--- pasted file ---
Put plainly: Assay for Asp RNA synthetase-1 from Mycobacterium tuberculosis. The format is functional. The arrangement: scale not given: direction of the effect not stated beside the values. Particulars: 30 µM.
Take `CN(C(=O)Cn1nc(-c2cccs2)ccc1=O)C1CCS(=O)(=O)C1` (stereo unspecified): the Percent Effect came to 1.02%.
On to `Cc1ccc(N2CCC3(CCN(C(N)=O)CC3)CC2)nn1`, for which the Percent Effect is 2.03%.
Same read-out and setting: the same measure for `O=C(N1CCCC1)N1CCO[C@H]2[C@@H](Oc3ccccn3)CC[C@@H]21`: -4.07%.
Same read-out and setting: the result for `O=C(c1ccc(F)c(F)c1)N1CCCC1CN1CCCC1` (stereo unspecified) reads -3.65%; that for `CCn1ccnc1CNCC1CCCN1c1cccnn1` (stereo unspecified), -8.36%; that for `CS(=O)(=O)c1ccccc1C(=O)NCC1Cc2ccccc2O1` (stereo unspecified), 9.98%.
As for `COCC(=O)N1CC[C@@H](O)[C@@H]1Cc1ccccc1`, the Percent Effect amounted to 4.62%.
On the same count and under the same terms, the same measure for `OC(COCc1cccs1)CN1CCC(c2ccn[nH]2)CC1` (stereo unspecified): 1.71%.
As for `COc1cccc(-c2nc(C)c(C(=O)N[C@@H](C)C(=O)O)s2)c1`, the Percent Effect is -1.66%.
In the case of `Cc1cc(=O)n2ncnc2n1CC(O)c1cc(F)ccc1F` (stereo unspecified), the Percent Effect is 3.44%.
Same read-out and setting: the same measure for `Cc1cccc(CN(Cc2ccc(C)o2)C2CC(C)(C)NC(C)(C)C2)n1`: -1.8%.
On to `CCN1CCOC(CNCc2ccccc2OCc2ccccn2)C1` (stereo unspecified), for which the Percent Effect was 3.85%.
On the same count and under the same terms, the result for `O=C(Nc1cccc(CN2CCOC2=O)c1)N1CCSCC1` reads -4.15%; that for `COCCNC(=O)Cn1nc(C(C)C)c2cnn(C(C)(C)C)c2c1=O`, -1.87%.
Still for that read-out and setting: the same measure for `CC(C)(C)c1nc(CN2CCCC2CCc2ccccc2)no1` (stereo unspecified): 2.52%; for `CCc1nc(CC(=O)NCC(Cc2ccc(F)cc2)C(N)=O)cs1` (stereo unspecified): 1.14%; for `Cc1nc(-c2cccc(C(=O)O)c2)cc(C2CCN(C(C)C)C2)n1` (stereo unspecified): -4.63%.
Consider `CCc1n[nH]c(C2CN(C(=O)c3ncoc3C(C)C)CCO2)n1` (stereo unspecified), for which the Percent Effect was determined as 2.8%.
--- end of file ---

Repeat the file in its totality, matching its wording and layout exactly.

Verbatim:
Put plainly: Assay for Asp RNA synthetase-1 from Mycobacterium tuberculosis. The format is functional. The arrangement: scale not given: direction of the effect not stated beside the values. Particulars: 30 µM.
Take `CN(C(=O)Cn1nc(-c2cccs2)ccc1=O)C1CCS(=O)(=O)C1` (stereo unspecified): the Percent Effect came to 1.02%.
On to `Cc1ccc(N2CCC3(CCN(C(N)=O)CC3)CC2)nn1`, for which the Percent Effect is 2.03%.
Same read-out and setting: the same measure for `O=C(N1CCCC1)N1CCO[C@H]2[C@@H](Oc3ccccn3)CC[C@@H]21`: -4.07%.
Same read-out and setting: the result for `O=C(c1ccc(F)c(F)c1)N1CCCC1CN1CCCC1` (stereo unspecified) reads -3.65%; that for `CCn1ccnc1CNCC1CCCN1c1cccnn1` (stereo unspecified), -8.36%; that for `CS(=O)(=O)c1ccccc1C(=O)NCC1Cc2ccccc2O1` (stereo unspecified), 9.98%.
As for `COCC(=O)N1CC[C@@H](O)[C@@H]1Cc1ccccc1`, the Percent Effect amounted to 4.62%.
On the same count and under the same terms, the same measure for `OC(COCc1cccs1)CN1CCC(c2ccn[nH]2)CC1` (stereo unspecified): 1.71%.
As for `COc1cccc(-c2nc(C)c(C(=O)N[C@@H](C)C(=O)O)s2)c1`, the Percent Effect is -1.66%.
In the case of `Cc1cc(=O)n2ncnc2n1CC(O)c1cc(F)ccc1F` (stereo unspecified), the Percent Effect is 3.44%.
Same read-out and setting: the same measure for `Cc1cccc(CN(Cc2ccc(C)o2)C2CC(C)(C)NC(C)(C)C2)n1`: -1.8%.
On to `CCN1CCOC(CNCc2ccccc2OCc2ccccn2)C1` (stereo unspecified), for which the Percent Effect was 3.85%.
On the same count and under the same terms, the result for `O=C(Nc1cccc(CN2CCOC2=O)c1)N1CCSCC1` reads -4.15%; that for `COCCNC(=O)Cn1nc(C(C)C)c2cnn(C(C)(C)C)c2c1=O`, -1.87%.
Still for that read-out and setting: the same measure for `CC(C)(C)c1nc(CN2CCCC2CCc2ccccc2)no1` (stereo unspecified): 2.52%; for `CCc1nc(CC(=O)NCC(Cc2ccc(F)cc2)C(N)=O)cs1` (stereo unspecified): 1.14%; for `Cc1nc(-c2cccc(C(=O)O)c2)cc(C2CCN(C(C)C)C2)n1` (stereo unspecified): -4.63%.
Consider `CCc1n[nH]c(C2CN(C(=O)c3ncoc3C(C)C)CCO2)n1` (stereo unspecified), for which the Percent Effect was determined as 2.8%.